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## Re: [ontolog-forum] N-RELATIONs: Formal Ontology, Semantic Web and Smart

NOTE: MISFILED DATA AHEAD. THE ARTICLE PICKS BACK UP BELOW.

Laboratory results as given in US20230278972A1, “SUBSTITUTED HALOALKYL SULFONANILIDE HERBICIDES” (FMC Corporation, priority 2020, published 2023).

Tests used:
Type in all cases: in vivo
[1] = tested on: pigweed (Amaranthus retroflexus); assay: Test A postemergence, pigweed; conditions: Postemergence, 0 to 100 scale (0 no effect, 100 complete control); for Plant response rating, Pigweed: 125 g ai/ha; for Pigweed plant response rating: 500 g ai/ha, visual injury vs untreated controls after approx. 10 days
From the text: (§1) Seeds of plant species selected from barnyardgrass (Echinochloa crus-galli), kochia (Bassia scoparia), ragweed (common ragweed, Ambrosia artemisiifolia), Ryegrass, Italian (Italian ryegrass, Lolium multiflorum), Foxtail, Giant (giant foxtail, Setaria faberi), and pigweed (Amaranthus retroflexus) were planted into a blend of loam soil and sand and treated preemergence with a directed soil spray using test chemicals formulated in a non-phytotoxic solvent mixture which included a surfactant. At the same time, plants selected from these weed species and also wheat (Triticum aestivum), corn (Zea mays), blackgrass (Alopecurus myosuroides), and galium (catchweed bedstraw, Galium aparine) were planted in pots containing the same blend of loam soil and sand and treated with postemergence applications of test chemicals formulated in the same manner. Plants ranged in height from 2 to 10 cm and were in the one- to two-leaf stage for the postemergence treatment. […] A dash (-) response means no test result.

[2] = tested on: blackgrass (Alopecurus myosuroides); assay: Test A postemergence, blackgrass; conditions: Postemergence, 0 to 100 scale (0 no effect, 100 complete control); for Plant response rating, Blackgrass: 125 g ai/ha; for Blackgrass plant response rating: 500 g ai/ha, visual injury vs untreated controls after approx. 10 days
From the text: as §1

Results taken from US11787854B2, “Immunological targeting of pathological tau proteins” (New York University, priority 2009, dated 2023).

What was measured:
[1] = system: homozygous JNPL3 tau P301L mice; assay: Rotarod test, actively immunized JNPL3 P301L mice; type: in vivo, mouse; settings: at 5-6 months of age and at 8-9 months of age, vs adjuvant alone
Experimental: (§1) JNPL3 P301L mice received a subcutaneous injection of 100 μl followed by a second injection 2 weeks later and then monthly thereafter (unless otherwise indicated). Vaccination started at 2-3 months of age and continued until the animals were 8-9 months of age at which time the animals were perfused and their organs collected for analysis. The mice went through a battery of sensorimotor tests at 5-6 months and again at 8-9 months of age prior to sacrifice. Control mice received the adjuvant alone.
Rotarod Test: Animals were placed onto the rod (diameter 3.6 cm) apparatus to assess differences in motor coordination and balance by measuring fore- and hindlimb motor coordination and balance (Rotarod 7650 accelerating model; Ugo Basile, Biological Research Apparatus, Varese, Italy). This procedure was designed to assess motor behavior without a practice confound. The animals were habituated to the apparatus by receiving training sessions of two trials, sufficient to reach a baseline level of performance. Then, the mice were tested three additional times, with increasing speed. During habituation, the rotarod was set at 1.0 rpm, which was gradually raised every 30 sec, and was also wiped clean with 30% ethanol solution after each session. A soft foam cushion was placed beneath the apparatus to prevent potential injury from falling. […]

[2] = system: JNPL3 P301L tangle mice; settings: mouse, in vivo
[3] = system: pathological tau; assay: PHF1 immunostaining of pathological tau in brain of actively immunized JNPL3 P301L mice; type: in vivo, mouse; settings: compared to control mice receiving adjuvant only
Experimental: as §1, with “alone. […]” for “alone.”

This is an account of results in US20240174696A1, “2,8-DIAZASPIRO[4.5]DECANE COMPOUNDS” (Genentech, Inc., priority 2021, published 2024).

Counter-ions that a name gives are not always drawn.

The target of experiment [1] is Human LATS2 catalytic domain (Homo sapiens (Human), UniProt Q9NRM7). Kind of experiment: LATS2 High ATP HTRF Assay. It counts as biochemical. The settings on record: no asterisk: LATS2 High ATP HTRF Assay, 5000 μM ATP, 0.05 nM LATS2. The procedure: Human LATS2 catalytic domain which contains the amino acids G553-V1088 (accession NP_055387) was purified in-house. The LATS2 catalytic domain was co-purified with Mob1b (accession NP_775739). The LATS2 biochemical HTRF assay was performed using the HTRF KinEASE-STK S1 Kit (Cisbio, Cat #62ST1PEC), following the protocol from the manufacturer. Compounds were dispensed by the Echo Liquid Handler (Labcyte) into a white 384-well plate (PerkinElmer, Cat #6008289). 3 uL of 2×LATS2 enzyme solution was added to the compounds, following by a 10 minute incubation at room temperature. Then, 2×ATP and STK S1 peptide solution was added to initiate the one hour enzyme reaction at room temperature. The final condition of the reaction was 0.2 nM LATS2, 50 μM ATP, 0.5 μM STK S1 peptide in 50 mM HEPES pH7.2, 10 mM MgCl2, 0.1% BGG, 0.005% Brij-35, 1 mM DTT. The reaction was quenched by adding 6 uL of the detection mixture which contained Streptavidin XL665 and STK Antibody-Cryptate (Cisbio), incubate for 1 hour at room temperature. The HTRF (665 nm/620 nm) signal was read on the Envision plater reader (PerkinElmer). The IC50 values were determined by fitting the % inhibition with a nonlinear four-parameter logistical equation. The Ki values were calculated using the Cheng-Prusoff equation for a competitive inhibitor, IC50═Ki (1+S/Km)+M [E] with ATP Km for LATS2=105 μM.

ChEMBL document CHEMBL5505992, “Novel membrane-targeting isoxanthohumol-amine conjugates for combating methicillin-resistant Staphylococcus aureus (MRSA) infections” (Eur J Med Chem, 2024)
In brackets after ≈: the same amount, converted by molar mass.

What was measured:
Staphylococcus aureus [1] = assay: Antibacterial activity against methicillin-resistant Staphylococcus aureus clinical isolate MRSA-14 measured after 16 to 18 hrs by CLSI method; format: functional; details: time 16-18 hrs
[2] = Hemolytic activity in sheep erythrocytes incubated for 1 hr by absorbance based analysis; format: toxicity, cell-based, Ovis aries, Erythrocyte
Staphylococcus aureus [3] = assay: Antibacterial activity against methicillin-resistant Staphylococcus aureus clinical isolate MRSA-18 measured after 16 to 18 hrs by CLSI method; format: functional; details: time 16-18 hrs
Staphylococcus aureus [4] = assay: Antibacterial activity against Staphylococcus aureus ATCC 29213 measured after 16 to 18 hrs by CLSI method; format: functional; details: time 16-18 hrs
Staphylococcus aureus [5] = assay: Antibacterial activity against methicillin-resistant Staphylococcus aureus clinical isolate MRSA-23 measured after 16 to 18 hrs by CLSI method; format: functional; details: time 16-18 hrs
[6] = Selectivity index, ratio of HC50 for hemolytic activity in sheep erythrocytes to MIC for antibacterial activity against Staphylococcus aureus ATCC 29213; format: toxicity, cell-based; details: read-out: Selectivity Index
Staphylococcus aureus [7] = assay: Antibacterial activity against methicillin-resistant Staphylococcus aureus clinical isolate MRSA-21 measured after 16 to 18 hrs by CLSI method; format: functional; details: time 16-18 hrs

To: "[ontolog-forum] " "AzamatAbdoullaev" Mon, 7 Nov 2011 19:04:38 +0200 <620056FD1CAE4AF6B90A1C954375E4B1@personalpc>